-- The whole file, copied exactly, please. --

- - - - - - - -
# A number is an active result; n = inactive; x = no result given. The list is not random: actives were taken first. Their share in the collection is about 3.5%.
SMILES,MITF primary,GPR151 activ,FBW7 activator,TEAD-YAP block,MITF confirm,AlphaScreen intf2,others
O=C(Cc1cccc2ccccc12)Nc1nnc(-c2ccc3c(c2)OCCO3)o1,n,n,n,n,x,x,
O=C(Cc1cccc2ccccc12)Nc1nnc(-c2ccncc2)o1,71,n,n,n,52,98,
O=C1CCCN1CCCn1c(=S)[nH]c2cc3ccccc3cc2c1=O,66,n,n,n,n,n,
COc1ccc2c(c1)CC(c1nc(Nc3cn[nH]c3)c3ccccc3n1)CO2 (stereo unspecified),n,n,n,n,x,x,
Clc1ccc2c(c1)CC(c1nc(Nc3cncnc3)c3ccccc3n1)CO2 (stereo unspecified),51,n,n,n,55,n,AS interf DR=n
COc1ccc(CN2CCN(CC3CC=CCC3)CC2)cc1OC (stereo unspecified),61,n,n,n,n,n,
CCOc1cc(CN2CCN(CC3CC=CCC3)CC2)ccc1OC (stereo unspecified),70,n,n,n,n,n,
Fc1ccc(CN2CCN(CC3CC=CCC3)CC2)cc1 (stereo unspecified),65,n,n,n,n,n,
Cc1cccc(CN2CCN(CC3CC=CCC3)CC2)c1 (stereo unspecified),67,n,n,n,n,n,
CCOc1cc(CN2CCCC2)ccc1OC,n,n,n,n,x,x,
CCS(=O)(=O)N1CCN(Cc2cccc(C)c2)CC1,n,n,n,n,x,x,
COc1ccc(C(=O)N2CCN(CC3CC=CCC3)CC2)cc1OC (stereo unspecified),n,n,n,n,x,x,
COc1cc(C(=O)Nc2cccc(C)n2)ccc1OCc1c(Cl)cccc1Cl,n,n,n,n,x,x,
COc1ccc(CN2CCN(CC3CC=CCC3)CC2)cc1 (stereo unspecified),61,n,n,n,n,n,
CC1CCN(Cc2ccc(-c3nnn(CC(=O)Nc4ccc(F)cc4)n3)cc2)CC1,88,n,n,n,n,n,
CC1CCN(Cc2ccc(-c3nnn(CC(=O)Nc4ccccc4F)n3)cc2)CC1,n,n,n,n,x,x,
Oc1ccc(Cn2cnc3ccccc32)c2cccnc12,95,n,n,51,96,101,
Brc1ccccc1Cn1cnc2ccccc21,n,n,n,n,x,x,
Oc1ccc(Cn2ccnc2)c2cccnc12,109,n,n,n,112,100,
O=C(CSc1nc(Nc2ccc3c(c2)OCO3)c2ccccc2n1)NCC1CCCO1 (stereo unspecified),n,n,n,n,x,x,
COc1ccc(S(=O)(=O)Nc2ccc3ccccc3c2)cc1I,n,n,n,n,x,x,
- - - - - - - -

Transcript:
# A number is an active result; n = inactive; x = no result given. The list is not random: actives were taken first. Their share in the collection is about 3.5%.
SMILES,MITF primary,GPR151 activ,FBW7 activator,TEAD-YAP block,MITF confirm,AlphaScreen intf2,others
O=C(Cc1cccc2ccccc12)Nc1nnc(-c2ccc3c(c2)OCCO3)o1,n,n,n,n,x,x,
O=C(Cc1cccc2ccccc12)Nc1nnc(-c2ccncc2)o1,71,n,n,n,52,98,
O=C1CCCN1CCCn1c(=S)[nH]c2cc3ccccc3cc2c1=O,66,n,n,n,n,n,
COc1ccc2c(c1)CC(c1nc(Nc3cn[nH]c3)c3ccccc3n1)CO2 (stereo unspecified),n,n,n,n,x,x,
Clc1ccc2c(c1)CC(c1nc(Nc3cncnc3)c3ccccc3n1)CO2 (stereo unspecified),51,n,n,n,55,n,AS interf DR=n
COc1ccc(CN2CCN(CC3CC=CCC3)CC2)cc1OC (stereo unspecified),61,n,n,n,n,n,
CCOc1cc(CN2CCN(CC3CC=CCC3)CC2)ccc1OC (stereo unspecified),70,n,n,n,n,n,
Fc1ccc(CN2CCN(CC3CC=CCC3)CC2)cc1 (stereo unspecified),65,n,n,n,n,n,
Cc1cccc(CN2CCN(CC3CC=CCC3)CC2)c1 (stereo unspecified),67,n,n,n,n,n,
CCOc1cc(CN2CCCC2)ccc1OC,n,n,n,n,x,x,
CCS(=O)(=O)N1CCN(Cc2cccc(C)c2)CC1,n,n,n,n,x,x,
COc1ccc(C(=O)N2CCN(CC3CC=CCC3)CC2)cc1OC (stereo unspecified),n,n,n,n,x,x,
COc1cc(C(=O)Nc2cccc(C)n2)ccc1OCc1c(Cl)cccc1Cl,n,n,n,n,x,x,
COc1ccc(CN2CCN(CC3CC=CCC3)CC2)cc1 (stereo unspecified),61,n,n,n,n,n,
CC1CCN(Cc2ccc(-c3nnn(CC(=O)Nc4ccc(F)cc4)n3)cc2)CC1,88,n,n,n,n,n,
CC1CCN(Cc2ccc(-c3nnn(CC(=O)Nc4ccccc4F)n3)cc2)CC1,n,n,n,n,x,x,
Oc1ccc(Cn2cnc3ccccc32)c2cccnc12,95,n,n,51,96,101,
Brc1ccccc1Cn1cnc2ccccc21,n,n,n,n,x,x,
Oc1ccc(Cn2ccnc2)c2cccnc12,109,n,n,n,112,100,
O=C(CSc1nc(Nc2ccc3c(c2)OCO3)c2ccccc2n1)NCC1CCCO1 (stereo unspecified),n,n,n,n,x,x,
COc1ccc(S(=O)(=O)Nc2ccc3ccccc3c2)cc1I,n,n,n,n,x,x,